if (event.data && event.data.type === 'SKIP_WAITING') {
    self.skipWaiting();
  }
});

Debugging

Before continuing with the actual implementation it makes sense to talk about how to work with this while developing. Create React App does a good job explaining this.

You need to run npm run build followed by serve -s build.

For triggering updates I found it easier to just modify the Service Worker file at build/service-worker.js. Adding a console.log statement already triggers an update since it changes the file hash.

Implementation

The solution is pretty simple and can be divided into two steps:

  1. Check if an update is available and show a message
  2. Tell the Service Worker to skip waiting and reload the page

Check if an update is available

Luckily, the register function of the Service Worker also provides an onSuccess and onUpdate callback. onUpdate will only be called when a new Service Worker has been successfully installed.

We can leverage this callback for adding the code that triggers the update notification. Before that we need to remove the registration call from the index.tsx to not call it twice:

const [showReload, setShowReload] = useState(false);
const [waitingWorker, setWaitingWorker] = useState<ServiceWorker | null>(null);

const onSWUpdate = (registration: ServiceWorkerRegistration) => {
  setShowReload(true);
  setWaitingWorker(registration.waiting);
};

useEffect(() => {
  serviceWorker.register({ onUpdate: onSWUpdate });
}, []);

Make sure this component is always rendered, otherwise, the Service Worker won't get registered!

registration.waiting refers to the new worker. We save this Service Worker in the state of the component to use it to skip waiting in the second step.

In case you were wondering: This example is using React hooks. Calling useEffect without a second parameter is like calling componentDidMount and useState replaces React's state. Check out their documentation for more information on that topic. A full example can be found at the bottom.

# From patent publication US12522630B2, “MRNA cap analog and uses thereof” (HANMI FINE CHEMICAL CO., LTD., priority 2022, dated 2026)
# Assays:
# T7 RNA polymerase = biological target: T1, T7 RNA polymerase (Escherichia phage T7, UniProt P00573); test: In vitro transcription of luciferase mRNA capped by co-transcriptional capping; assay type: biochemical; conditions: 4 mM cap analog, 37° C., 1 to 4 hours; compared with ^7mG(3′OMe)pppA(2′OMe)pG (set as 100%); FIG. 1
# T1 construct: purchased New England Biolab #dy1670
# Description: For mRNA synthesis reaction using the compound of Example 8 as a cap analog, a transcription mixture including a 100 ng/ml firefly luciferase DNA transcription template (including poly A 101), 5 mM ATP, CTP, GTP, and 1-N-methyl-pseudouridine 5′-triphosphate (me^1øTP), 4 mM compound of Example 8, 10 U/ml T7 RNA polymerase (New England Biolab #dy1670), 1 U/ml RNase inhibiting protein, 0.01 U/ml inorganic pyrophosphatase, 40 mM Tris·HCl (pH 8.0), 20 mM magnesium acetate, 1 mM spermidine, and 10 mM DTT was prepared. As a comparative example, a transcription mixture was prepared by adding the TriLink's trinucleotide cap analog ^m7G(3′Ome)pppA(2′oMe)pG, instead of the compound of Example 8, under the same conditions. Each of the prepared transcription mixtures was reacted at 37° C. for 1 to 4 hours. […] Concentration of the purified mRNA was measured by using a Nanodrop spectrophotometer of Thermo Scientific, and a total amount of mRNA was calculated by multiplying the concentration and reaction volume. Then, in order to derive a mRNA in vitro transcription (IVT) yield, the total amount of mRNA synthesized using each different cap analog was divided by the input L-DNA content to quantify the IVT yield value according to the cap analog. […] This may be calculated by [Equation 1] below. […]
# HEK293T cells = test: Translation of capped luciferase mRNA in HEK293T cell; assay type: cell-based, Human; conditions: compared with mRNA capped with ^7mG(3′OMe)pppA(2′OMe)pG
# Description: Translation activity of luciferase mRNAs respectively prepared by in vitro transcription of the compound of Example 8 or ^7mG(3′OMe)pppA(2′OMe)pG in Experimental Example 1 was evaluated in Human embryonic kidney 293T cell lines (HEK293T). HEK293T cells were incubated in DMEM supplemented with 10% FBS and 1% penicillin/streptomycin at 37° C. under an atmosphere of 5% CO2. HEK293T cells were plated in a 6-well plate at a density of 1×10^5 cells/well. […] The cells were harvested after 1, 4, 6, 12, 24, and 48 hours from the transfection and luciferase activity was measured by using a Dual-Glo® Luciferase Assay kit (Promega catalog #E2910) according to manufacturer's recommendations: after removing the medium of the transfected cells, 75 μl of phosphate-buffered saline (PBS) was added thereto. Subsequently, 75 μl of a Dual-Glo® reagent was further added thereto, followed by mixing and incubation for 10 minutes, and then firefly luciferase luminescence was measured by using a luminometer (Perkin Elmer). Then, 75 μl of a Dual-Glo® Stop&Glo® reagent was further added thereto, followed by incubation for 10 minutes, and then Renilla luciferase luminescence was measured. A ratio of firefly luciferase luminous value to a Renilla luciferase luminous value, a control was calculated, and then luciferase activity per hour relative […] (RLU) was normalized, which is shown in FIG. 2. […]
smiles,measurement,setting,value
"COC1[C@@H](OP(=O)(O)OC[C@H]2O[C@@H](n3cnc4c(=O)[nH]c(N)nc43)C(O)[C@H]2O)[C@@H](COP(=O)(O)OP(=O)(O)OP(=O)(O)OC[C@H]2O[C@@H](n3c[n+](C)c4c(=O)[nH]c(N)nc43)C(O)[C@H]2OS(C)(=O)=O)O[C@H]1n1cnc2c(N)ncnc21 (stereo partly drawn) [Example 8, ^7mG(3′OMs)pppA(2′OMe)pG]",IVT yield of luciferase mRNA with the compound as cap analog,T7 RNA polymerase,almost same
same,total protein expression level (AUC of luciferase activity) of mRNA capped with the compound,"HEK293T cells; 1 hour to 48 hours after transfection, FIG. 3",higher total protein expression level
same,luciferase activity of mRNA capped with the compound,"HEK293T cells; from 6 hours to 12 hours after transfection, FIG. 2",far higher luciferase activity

Skip waiting and reload the page

At this point, we're already showing some kind of message but we're not able to update to the new version. The code for this is pretty straight forward:

const reloadPage = () => {
  waitingWorker?.postMessage({ type: 'SKIP_WAITING' });
  setShowReload(false);
  window.location.reload(true);
};

Here we're sending a message to the Service Worker to tell it to skip waiting and become active and then we do a hard reload of the page.

Putting it all together, we should have a component that looks like the following.

Now you just need to include it somewhere in your application where it always gets rendered and you're done.

Very important: You have to disable caching for the /service-worker.js file. Otherwise, the browser will not install the new Service Worker and your update notification might never show!

import React, { FC, useEffect } from 'react';
import { Snackbar, Button } from '@material-ui/core';
import * as serviceWorker from '../serviceWorker';

const ServiceWorkerWrapper: FC = () => {
  const [showReload, setShowReload] = React.useState(false);
  const [waitingWorker, setWaitingWorker] = React.useState<ServiceWorker | null>(null);

  const onSWUpdate = (registration: ServiceWorkerRegistration) => {
    setShowReload(true);
    setWaitingWorker(registration.waiting);
  };

  useEffect(() => {
    serviceWorker.register({ onUpdate: onSWUpdate });
  }, []);

  const reloadPage = () => {
    waitingWorker?.postMessage({ type: 'SKIP_WAITING' });
    setShowReload(false);
    window.location.reload(true);
  };

  return (
    <Snackbar
      open={showReload}
      message="A new version is available!"
      onClick={reloadPage}
      anchorOrigin={{ vertical: 'top', horizontal: 'center' }}
      action={
        <Button
          color="inherit"
          size="small"
          onClick={reloadPage}
        >
          Reload
        </Button>
      }
    />
  );
}

export default ServiceWorkerWrapper;